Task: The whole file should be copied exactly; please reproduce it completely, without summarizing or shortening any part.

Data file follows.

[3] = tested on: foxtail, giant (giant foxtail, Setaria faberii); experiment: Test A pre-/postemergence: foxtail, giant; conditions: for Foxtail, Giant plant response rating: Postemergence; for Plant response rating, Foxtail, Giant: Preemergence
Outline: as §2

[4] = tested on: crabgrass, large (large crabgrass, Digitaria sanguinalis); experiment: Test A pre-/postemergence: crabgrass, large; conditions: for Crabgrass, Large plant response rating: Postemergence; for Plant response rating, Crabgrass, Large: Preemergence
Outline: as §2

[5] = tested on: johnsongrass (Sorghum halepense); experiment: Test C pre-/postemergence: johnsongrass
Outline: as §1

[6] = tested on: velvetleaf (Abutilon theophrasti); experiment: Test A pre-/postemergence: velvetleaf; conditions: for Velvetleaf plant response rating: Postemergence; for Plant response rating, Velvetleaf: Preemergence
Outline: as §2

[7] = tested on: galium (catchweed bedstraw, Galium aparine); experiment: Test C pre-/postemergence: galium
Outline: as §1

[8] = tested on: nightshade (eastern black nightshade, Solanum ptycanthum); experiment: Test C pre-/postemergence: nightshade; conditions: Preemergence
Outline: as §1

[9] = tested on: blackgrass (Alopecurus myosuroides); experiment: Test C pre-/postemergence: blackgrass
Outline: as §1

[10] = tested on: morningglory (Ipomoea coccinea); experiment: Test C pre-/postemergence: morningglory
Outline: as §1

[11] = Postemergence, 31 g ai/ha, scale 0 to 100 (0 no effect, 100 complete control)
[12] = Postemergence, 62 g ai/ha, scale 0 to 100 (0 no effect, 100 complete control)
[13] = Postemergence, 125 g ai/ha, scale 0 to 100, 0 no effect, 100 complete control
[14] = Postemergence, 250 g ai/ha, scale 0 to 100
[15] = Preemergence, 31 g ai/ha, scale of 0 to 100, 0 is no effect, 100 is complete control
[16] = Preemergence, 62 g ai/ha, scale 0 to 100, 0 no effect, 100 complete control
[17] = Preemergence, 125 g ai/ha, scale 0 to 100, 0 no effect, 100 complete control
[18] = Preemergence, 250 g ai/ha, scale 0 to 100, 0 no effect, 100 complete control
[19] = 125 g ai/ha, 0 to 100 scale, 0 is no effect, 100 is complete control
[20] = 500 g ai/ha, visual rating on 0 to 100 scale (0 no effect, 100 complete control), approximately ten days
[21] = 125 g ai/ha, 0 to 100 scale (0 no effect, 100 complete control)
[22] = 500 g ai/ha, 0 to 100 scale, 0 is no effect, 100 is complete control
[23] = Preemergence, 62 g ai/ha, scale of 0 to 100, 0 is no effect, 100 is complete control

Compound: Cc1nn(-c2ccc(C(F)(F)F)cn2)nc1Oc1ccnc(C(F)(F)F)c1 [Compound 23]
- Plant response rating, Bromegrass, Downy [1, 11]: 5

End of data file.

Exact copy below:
[3] = tested on: foxtail, giant (giant foxtail, Setaria faberii); experiment: Test A pre-/postemergence: foxtail, giant; conditions: for Foxtail, Giant plant response rating: Postemergence; for Plant response rating, Foxtail, Giant: Preemergence
Outline: as §2

[4] = tested on: crabgrass, large (large crabgrass, Digitaria sanguinalis); experiment: Test A pre-/postemergence: crabgrass, large; conditions: for Crabgrass, Large plant response rating: Postemergence; for Plant response rating, Crabgrass, Large: Preemergence
Outline: as §2

[5] = tested on: johnsongrass (Sorghum halepense); experiment: Test C pre-/postemergence: johnsongrass
Outline: as §1

[6] = tested on: velvetleaf (Abutilon theophrasti); experiment: Test A pre-/postemergence: velvetleaf; conditions: for Velvetleaf plant response rating: Postemergence; for Plant response rating, Velvetleaf: Preemergence
Outline: as §2

[7] = tested on: galium (catchweed bedstraw, Galium aparine); experiment: Test C pre-/postemergence: galium
Outline: as §1

[8] = tested on: nightshade (eastern black nightshade, Solanum ptycanthum); experiment: Test C pre-/postemergence: nightshade; conditions: Preemergence
Outline: as §1

[9] = tested on: blackgrass (Alopecurus myosuroides); experiment: Test C pre-/postemergence: blackgrass
Outline: as §1

[10] = tested on: morningglory (Ipomoea coccinea); experiment: Test C pre-/postemergence: morningglory
Outline: as §1

[11] = Postemergence, 31 g ai/ha, scale 0 to 100 (0 no effect, 100 complete control)
[12] = Postemergence, 62 g ai/ha, scale 0 to 100 (0 no effect, 100 complete control)
[13] = Postemergence, 125 g ai/ha, scale 0 to 100, 0 no effect, 100 complete control
[14] = Postemergence, 250 g ai/ha, scale 0 to 100
[15] = Preemergence, 31 g ai/ha, scale of 0 to 100, 0 is no effect, 100 is complete control
[16] = Preemergence, 62 g ai/ha, scale 0 to 100, 0 no effect, 100 complete control
[17] = Preemergence, 125 g ai/ha, scale 0 to 100, 0 no effect, 100 complete control
[18] = Preemergence, 250 g ai/ha, scale 0 to 100, 0 no effect, 100 complete control
[19] = 125 g ai/ha, 0 to 100 scale, 0 is no effect, 100 is complete control
[20] = 500 g ai/ha, visual rating on 0 to 100 scale (0 no effect, 100 complete control), approximately ten days
[21] = 125 g ai/ha, 0 to 100 scale (0 no effect, 100 complete control)
[22] = 500 g ai/ha, 0 to 100 scale, 0 is no effect, 100 is complete control
[23] = Preemergence, 62 g ai/ha, scale of 0 to 100, 0 is no effect, 100 is complete control

Compound: Cc1nn(-c2ccc(C(F)(F)F)cn2)nc1Oc1ccnc(C(F)(F)F)c1 [Compound 23]
- Plant response rating, Bromegrass, Downy [1, 11]: 5